It's been a while since I did any blogging, but that doesn't mean I haven't been doing anything - on the contrary, I have been too busy to blog, basically. We had a few Firefox releases where I scrambled until the last day of the beta phase to make sure we keep our crash rates as low as our users probably expect by now, I did some prototyping work on QA dashboards (with already-helpful results and more to come) and helped in other process improvements on the Firefox Quality team, worked with different teams to improve stability of our blocklist ping "ADI" data, and finally even was at a QA work week and a vacation in the US. So plenty of stuff done, and I hope to get to blog about at least some pieces of that in the next weeks and months.

That said, one major part of my recent vacation was the Star Trek Las Vegas Convention, which I attended the second time after last year. Since back then, I wanted to blog about some interesting parallels I found between that event (I can't compare to other conventions, as I've never been to any of those) and some Free, Libre and Open Source Software (FLOSS) conferences I've been to, most notably FOSDEM, but also the larger Mozilla events.
Of course, there's the big events in the big rooms and the official schedule - on the conferences it's the keynotes and presentations of developers about what's new in their software, what they learned or where we should go, on the convention it's actors and other guests talking about their experiences, what's new in their lives, and entertaining the crowd - both with questions from the audience. Of course, the topics are wildly different. And there's booths at both, also quite a bit different, as it's autograph and sales booths on one side, and mainly info booths on the other, though there are geeky T-shirts sold at both types of events. ;-)

The largest parallels I found, though, are about the mass of people that are there:
For one thing, the "hallway track" of talking to and meeting other attendees is definitely a main attraction and big piece of the life of the events on both "sides" there. Old friendships are being revived, new found, and the somewhat geeky commonalities are being celebrated and lead to tons of fun and involved conversations - not just the old fun bickering between vi and emacs or Kirk and Picard fans (or different desktop environments / different series and movies). :)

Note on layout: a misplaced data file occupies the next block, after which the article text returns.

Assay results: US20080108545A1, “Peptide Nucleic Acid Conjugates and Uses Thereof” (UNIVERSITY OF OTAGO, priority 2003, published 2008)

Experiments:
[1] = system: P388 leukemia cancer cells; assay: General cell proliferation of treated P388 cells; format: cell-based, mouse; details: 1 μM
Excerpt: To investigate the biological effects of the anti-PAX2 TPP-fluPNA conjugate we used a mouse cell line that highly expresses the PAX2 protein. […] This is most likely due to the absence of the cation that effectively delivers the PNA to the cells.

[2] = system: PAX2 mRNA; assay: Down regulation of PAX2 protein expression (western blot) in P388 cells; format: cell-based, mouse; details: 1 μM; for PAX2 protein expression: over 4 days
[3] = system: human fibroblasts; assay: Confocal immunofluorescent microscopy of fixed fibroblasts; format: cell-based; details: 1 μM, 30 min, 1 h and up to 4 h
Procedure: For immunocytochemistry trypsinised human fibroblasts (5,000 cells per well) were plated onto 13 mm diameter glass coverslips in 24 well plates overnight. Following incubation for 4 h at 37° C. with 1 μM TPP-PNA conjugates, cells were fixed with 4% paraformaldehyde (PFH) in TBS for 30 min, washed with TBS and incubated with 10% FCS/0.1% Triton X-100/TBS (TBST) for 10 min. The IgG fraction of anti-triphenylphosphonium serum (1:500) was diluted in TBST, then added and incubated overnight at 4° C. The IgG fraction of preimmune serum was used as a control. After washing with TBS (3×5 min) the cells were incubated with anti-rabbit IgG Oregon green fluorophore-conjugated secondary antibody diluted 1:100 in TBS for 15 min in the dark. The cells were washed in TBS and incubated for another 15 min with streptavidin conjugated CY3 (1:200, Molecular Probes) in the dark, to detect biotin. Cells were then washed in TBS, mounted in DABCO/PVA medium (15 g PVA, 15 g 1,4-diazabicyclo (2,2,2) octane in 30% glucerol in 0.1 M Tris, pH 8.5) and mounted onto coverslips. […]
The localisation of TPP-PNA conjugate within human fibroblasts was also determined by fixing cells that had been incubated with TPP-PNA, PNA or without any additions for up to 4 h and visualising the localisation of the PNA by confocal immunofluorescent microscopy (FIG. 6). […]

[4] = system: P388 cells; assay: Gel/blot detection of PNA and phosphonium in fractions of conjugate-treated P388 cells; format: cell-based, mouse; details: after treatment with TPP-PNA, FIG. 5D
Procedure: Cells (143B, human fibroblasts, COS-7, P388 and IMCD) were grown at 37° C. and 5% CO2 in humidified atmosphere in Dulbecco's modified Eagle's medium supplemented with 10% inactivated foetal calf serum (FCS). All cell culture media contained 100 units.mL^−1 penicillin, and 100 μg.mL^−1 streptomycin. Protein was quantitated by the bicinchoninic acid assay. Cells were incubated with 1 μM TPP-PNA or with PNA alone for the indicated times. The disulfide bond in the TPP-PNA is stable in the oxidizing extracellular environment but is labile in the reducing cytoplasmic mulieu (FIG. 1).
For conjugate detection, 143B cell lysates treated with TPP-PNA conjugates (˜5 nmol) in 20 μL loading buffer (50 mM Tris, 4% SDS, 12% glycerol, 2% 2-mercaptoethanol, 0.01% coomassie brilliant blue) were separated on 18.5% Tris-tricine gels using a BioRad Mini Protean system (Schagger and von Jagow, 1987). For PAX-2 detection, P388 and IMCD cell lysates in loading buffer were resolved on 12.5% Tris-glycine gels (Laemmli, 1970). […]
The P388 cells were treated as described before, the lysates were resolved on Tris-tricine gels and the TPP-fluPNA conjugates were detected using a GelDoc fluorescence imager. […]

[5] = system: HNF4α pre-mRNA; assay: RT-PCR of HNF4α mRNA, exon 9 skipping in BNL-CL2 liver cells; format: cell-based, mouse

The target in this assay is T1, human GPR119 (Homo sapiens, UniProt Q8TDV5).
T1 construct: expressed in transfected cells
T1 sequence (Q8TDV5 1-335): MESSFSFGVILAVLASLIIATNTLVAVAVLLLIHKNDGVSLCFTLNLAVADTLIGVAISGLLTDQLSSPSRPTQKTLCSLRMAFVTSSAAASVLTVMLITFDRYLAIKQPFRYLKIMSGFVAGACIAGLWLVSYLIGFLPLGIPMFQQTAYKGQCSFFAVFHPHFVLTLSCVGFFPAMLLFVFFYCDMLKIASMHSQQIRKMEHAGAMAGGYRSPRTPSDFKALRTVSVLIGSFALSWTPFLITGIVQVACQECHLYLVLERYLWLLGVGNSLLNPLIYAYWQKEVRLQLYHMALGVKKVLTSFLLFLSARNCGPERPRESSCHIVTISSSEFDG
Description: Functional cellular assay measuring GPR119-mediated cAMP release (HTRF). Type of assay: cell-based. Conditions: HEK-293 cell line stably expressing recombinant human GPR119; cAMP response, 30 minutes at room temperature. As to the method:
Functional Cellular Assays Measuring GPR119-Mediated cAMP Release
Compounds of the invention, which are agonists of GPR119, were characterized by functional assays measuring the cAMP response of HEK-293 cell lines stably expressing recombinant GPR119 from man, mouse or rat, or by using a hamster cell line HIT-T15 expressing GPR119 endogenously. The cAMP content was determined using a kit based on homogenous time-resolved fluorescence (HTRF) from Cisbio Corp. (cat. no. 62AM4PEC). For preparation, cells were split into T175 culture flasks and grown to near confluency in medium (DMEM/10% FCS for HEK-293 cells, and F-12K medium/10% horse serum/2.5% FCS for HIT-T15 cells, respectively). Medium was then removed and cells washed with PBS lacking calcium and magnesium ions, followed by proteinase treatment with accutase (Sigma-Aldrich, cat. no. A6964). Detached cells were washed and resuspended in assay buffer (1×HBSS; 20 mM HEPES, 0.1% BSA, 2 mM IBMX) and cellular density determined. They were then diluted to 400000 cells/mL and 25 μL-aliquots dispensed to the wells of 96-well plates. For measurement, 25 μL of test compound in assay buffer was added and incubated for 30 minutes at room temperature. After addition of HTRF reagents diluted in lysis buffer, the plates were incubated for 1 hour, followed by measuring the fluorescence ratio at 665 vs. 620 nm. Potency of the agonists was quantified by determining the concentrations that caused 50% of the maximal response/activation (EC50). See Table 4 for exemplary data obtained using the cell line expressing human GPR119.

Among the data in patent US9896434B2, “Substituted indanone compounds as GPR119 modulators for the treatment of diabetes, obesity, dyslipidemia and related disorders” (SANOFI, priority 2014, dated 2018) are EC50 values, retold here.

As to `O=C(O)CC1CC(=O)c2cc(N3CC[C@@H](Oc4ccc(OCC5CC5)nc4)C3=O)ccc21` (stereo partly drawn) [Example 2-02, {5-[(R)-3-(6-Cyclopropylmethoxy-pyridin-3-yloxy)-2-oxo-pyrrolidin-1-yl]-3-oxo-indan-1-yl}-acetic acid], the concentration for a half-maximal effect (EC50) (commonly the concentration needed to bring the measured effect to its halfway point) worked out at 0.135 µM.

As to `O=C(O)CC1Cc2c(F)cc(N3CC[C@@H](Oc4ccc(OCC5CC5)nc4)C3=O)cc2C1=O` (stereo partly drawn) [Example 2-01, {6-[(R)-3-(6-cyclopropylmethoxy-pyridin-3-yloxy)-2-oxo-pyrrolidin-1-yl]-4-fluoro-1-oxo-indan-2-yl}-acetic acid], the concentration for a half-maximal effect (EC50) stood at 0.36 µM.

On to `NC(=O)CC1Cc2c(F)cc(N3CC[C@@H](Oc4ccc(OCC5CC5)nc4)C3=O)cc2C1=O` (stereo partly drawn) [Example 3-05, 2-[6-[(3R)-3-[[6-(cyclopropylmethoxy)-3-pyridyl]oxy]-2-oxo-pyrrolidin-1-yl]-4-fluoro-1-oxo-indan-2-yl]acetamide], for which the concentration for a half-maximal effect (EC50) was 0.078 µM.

For the other, I learned that both types of events are in the end more about the "regular" attendees than the speakers, even if the latter end up being featured at both. Especially the recurring attendees go there because they want to meet and interact with all the other people going there, with the official schedule being the icing on the cake, really. Not that it would be unimportant or unneeded, but it's not as much the main attraction as people on the outside, and possibly even the organizers, might think. Also, going there means you do for a few days not have to hide your "geekiness" from your surroundings and can actively show and celebrate it. There's also some amount of a "do good" atmosphere in both those communities.
And both events, esp. the Trek and Mozilla ones, tend to have a very inclusive atmosphere of embracing everyone else, no matter what their physical appearance, gender or other social components. And actually, given how deeply that inclusive spirit has been anchored into the Star Trek productions by Gene Roddenberry himself, this might even run deeper in the fans there than it is in the FLOSS world. Notably, I saw a much larger amount of women and of colored people on the Star Trek Conventions than I see on FLOSS conferences - my guess is that at least a third of the Trek fans in Las Vegas were female, for example. I guess we need some more role models in they style of Nichelle Nichols and others in the FLOSS scene.

All in all, there's a lot of similarities and still quite some differences, but quite a twist on an alternate universe like it's depicted in Mirror, Mirror and other episodes - here it's a different crowd with a similar spirit and not the same people with different mindsets and behaviors.
As a very social person, I love attending and immersing myself in both types of events, and I somewhat wonder if and how we should have some more cross-pollination between those communities.
I for sure will be seen on more FLOSS and Mozilla events as well as more Star Trek conventions! :)

By KaiRo, at 17:09 | Tags: community, FOSDEM, Las Vegas, Mozilla, Star Trek | no comments | TrackBack: 0